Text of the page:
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Fresh Food From Small Spaces: A Beginner's Guide to Urban Farming

You don't need a red barn and rolling wheat fields. Urbanites, too, can grow their own food indoors, in cramped spaces, and without access to land! For real.
 
 
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Do you dream of an organic garden, but don’t have a yard? A flock of chicks, perhaps, but don’t have a yard? Home-grown food, and lower grocery bills (but, alas, no yard!)? Dream no more, because you can have it, and without quitting your job, trading your bus pass for a pickup, or moving to the rural north.

A new wave of farming is happening in a city near you. While true, Old MacDonald had a farm (ee-i-ee-i-o), his offspring have some urban fish to fry. They’re working off loans, and can’t necessarily afford a parcel of land. They’re young parents who want to save money on cherry tomatoes. They’re newlyweds paying off healthcare debt, and growing taters in their trashcan. They’re students avoiding crappy dining plans. They’re urban farmers. Plain and simple.

In Fresh Food From Small Spaces: The Square-Inch Gardener’s Guide to Year-Round Growing, Fermenting, and Sprouting, author R. J. Ruppenthal turns a seemingly anti-urban idea—that farming has to be done outside, with a red barn and rolling fields of wheat—on its head. Because urbanites, too, can grow their own food indoors, in cramped spaces, and without access to land! For real.

So without further ado, I give you Ruppenthal’s comprehensive "how-to" info for growing fresh food in the absence of open land; it’s here for the taking. Nom nom. Here’s my discussion with him:

Q.Without the luxury of land or space, is it really possible for someone to grow and produce their own food?

A. You do not need much space to grow some of your own food. If you live in an apartment, condo, or townhouse, you might not think that you have enough space to grow anything, but my goal is to change your mind on that. You can grow nutritious sprouts on a counter top, salad greens on a windowsill, dwarf fruit trees on a patio, tomatoes on a balcony, and much more. Most vegetables, and even fruit trees and berry bushes, can thrive when grown in containers. Indoors, try mushrooms, sprouts, and fermented cultures such as yogurt, kefir, kombucha, sauerkraut, and kimchi.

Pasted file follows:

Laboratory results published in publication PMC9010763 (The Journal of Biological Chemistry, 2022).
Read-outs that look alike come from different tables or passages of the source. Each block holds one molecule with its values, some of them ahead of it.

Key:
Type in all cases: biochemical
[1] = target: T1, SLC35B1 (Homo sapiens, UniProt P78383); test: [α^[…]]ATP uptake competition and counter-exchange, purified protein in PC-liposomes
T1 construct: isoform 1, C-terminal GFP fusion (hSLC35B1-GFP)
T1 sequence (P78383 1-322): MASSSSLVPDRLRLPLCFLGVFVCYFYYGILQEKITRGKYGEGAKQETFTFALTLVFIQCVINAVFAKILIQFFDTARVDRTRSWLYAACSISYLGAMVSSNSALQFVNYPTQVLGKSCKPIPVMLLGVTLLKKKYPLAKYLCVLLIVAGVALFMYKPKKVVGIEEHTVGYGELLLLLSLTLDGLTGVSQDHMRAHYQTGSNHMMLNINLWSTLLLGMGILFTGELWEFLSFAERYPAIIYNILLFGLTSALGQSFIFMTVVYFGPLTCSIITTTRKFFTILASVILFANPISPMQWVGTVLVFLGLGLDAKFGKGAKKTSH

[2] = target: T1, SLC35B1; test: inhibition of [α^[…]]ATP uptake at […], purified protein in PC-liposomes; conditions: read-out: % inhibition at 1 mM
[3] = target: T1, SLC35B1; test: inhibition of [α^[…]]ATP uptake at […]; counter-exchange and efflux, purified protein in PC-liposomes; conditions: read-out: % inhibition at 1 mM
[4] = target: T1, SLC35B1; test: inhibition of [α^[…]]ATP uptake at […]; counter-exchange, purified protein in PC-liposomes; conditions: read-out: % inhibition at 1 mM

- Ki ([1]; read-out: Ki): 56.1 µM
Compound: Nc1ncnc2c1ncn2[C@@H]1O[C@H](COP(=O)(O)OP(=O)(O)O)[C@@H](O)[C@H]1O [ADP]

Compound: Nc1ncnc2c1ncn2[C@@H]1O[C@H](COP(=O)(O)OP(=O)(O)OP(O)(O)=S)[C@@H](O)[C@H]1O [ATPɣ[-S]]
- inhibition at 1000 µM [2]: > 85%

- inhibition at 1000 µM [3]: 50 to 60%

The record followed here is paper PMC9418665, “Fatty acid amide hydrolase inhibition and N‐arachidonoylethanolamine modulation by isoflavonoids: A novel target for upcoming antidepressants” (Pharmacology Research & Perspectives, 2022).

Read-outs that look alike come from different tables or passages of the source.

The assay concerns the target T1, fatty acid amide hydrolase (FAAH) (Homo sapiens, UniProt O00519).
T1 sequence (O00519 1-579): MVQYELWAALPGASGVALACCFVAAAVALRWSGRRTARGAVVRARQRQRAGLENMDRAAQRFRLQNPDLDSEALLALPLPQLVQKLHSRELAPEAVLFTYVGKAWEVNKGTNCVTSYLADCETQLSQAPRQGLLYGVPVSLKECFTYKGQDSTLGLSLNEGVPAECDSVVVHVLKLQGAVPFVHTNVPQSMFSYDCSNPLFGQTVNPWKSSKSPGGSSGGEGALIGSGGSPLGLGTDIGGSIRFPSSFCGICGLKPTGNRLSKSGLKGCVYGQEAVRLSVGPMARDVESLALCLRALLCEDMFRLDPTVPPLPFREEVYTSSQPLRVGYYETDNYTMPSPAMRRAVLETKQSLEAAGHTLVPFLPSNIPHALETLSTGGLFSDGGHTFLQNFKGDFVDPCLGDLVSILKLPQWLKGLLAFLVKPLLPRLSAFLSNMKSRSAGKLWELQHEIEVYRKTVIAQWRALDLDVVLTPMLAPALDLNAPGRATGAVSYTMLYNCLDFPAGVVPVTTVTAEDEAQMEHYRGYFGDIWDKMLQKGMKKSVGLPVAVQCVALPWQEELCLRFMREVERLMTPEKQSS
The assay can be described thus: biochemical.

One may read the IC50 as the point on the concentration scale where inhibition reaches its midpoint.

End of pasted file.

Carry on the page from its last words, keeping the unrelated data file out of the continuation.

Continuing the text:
Q.What are the top five things a city resident needs to know about urban gardening?

A. First, you need to know that you CAN grow a lot of different food crops in limited spaces, even in apartments, condos, townhouses, and other small homes. I described some of the possibilities above, and there are more in my book. Hopefully, you will try some of these and also come up with new ideas on your own, as many of my readers have done. Second, start with something that is relatively trouble-free (such as salad greens, peas, or even tomatoes) and work up from there. You will learn a lot from your successes and your failures. If you try some simple crops and do everything you can (such as provide good soil and water) to ensure their success, then you WILL experience some success. Third, do not be afraid to fail. All of us have our hits and misses. Sometimes you forget to water or you planted the wrong variety for your climate, or for whatever reason, a particular plant simply was not happy. A lot of people would quit after an initial failure, but I hope you will stick with it. The only difference between a “black thumb” gardener and a “green thumb” gardener is that green thumbs learn from their mistakes, try again, and keep trying until they get it right. Then they replicate, and build upon, their successes. A black thumb gardener would quit after the first failure or two, not understanding that there is a learning curve associated with gardening, just as there is with anything else. Stick with it and you will succeed.

 
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